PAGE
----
One study involving interviews with nearly 6,000 people nationwide reported lifetime prevalence rates of 15.3% for DSM-IV-diagnosed anxiety disorders in respondents over age 60 (Kessler, Berglund, Demler, Jin & Walters, 2005). Another study of approximately 500 community-dwelling triethnic elders reported prevalence rates of 11.3% in blacks, 12.4% in Hispanics, and 21.6% in non-Hispanic whites age 75 and older (Ostir & Goodwin, 2006). Myers et al. (1984) report a six month prevalence of anxiety disorders in late life ranging from 6.6% to 14.9% across three Epidemiologic Catchment Area (ECA) sites. Comparable data from the Netherlands indicate a prevalence of 10.2% (Beekman et al., 1998). Anxiety disorders overall appear to be the most common class of psychiatric disorders among older people, more prevalent than depression or severe cognitive impairment (Beekman et al., 1998; Kessler et al., 2005; Regier et al., 1988).
Prevalence estimates for Generalized Anxiety Disorder among older adults range from 1.2% (Gum et al., 2009) to 7.3% (Beekman et al., 1998). Few studies have reported the prevalence estimates of social phobia among older adults and those estimates were relatively low, ranging from 0.6% (Trollor et al., 2007) to 2.3% (Gum et al., 2009; Wolitzky-Taylor, 2010).
Phobias and GAD account for most anxiety disorders in late life (Beekman et al., 2000; Flint, 2005; Hybels & Blazer, 2003; LeRoux, Gatz & Wetherell, 2005; Wolitzky-Taylor & Castriotta, 2010). Reviews summarized the prevalence of specific anxiety disorders in older community-based epidemiological samples as follows: phobias, including agoraphobia and social phobia, 0.7-12.0%; GAD, 1.2-7.3%; obsessive-compulsive disorder, 0.1-1.5%; and panic disorder, 0.0-0.3% (Alwahhabi, 2003; Beekman et al., 1998; Beekman et al., 2000; Krasucki, Howard, & Mann, 1998). Prevalence of GAD in older adults was estimated at 1.9% in the ECA sample and 7.3% in the Dutch sample (Beekman et al., 1998; Beekman et al., 2000; Blazer, 1997). Among people 55 years of age and older, Douchet, LaDouceur, Freeston & Dugas (1998) found that 12.8% meet criteria for GAD. By comparison, ECA prevalence rates for older adults are 1.8% for major depression, 2.8% for dysthymia, and 4.9% for severe cognitive impairment (Blazer, 1997; Regier et al., 1988).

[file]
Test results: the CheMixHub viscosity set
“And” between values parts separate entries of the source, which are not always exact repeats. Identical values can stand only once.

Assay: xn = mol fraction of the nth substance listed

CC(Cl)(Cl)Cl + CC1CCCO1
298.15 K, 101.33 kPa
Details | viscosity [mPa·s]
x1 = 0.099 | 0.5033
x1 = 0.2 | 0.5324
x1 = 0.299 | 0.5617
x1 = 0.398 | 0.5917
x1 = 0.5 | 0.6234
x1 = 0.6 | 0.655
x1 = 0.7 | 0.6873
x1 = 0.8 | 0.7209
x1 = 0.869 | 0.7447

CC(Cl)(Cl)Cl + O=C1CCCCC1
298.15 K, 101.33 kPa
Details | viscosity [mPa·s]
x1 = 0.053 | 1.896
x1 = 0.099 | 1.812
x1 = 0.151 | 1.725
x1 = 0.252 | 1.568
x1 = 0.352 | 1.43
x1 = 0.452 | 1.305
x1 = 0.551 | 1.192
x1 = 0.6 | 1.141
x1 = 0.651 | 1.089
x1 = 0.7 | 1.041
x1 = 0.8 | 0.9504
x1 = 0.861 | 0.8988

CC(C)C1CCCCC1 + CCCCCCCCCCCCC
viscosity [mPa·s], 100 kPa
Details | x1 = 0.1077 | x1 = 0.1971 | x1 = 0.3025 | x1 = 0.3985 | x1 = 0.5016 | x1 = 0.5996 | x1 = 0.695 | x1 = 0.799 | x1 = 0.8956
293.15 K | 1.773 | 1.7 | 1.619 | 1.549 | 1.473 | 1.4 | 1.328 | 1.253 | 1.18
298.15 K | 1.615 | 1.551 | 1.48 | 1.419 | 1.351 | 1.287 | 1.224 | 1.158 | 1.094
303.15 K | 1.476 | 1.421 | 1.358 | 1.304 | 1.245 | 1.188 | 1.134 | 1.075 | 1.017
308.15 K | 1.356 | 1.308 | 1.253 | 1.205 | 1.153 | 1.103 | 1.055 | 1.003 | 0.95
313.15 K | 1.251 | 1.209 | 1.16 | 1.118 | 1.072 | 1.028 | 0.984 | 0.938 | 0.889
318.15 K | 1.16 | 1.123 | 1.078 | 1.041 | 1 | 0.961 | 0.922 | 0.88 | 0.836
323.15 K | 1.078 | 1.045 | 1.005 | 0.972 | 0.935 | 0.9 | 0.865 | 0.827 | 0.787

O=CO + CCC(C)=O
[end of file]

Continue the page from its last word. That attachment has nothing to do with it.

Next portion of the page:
The prevalence of clinically significant anxiety, including symptoms that do not meet criteria for a specific disorder, is common among older adults and may be as high as 20-29% (Davis, Moye, & Karel, 2002; Lenze et al. 2005). Grenier et al. (2011)’s large study reported the sum of the syndromal and subthreshold anxiety estimates as 26.2%. This includes anxiety symptoms associated with common medical conditions such as asthma, thyroid disease, coronary artery disease, and dementia, as well as adjustment disorders following significant late life stressors such as bereavement or caregiving. There is also controversy over whether the prevalence of anxiety has been accurately determined in older adults, because DSM-IV criteria may not apply as well, anxiety symptoms may be expressed as somatic features or behavior changes (e.g., aggression, assaultive behaviors), and the clinical presentation of anxiety in late life may be more likely to include depressive symptoms (Beck, 2004; Diefenbach & Goethe, 2006; Fuentes & Cox, 1997; Kim, Braun, & Kunik, 2001; Palmer, Jeste, & Sheikh, 1997).